Proper tolerancing for sheet metal bending jobs is important for making your designs ready for manufacturing. This post will briefly explain where the variations come from, and what the holdable tolerances could be for usual shop floor operations.
Where the variations come from
The bending (forming) process is a non-material-removal process.
In the material removal processes (like CNC machining), the machined geometry is mostly controlled by the precision of movements of the cutting tools. Other factors make much less contribution to the final precision of dimensions.
While in the bending of sheet metals, although the tools and dies can be made very precisely, the material elongation, springbacks, and grain direction, etc. all come into play. All these factors need to be taken into consideration for proper tolerancing of the sheet metal parts.
In reality, the thickness and tempered hardness of sheet metals will vary from sheet to sheet, or even on different areas within the same sheet.
Meanwhile, in the sheet metal bending process, the cut edge or formed edge are used as the datums for positioning the workpiece, these datums are less accurate than the CNC machined datums.
As a result, knowing the appropriate tolerances becomes very important. This will allow your sheet metal parts to be produced efficiently and at a low cost. Excess tolerance will drastically increase the checking and sorting works, and thus increase the prices and lower the production speed.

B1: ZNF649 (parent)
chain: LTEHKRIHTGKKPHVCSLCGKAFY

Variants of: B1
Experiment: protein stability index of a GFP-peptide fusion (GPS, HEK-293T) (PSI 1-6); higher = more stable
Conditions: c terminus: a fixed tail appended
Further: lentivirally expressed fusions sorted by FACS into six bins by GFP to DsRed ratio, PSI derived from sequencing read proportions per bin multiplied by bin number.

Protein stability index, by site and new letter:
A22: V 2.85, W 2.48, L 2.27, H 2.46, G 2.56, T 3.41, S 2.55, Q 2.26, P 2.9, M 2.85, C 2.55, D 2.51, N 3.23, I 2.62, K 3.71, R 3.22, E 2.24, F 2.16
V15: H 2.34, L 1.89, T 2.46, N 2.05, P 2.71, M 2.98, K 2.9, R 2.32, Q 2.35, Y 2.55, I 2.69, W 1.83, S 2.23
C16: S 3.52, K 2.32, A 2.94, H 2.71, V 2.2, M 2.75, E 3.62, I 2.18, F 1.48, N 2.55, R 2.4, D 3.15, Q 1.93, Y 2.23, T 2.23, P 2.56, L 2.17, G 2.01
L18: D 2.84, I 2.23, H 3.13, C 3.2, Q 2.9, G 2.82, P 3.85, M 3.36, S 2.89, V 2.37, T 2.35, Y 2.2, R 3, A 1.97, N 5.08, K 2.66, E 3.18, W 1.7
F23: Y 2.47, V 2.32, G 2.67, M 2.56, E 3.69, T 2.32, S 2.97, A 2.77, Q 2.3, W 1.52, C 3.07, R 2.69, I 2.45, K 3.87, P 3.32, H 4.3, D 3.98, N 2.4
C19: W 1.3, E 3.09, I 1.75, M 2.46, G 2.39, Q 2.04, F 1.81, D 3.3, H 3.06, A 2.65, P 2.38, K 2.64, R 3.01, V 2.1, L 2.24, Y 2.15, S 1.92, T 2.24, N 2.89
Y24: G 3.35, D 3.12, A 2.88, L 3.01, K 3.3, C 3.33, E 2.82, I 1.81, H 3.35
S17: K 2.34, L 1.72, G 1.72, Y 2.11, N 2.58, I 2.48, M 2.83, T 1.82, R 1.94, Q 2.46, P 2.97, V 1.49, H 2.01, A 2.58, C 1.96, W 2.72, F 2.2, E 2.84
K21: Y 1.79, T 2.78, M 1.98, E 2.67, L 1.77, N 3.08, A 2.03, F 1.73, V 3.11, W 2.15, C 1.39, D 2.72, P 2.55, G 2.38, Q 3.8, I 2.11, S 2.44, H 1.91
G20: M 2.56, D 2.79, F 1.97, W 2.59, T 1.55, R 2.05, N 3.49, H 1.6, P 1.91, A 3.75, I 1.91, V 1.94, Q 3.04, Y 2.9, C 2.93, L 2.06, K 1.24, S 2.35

Material thickness variations
In real life, the sheet metal thickness may vary a little bit in its allowed variations. For example:
- 2mm cold-rolled steel: 1.90-1.97mm
- 5mm hot-rolled steel: 4.60-4.80mm for branded; 4.40-4.75mm for non-branded (poorer quality and cheaper)
The thickness variations have a major impact on the precision of finished parts.
Two types of variations for sheet metal bending
When the punch (the upper die) is released, the part will flex back a little. The amount of springbacks will not be consistent all the time, it is affected by the material hardness and thickness.
If the bending radius and material hardness is chosen correctly, the bend angle can normally be made to +/-0.5° to +/-1°
How it affects the linear dimensions
When we are taking measurements of the linear dimensions, we should measure the near side of the bends, because the measurements on the far side are less accurate and consistent (see the pictures below).
In the bending process, the bent area is stretched thinner and becomes longer (elongated). Again, the amount of elongation is not consistent due to unevenness of material thickness and harness, which caused the inconsistency of dimensions.
Controlled vs uncontrolled dimensions
The linear dimensions can be classified as controlled and uncontrolled dimensions.
The controlled dimensions are directly derived from the bending by placing the flat sheet against the back gauge, thus they are under a better control.
The uncontrolled dimensions are indirectly obtained from 2 or more bends, they should be given larger tolerances.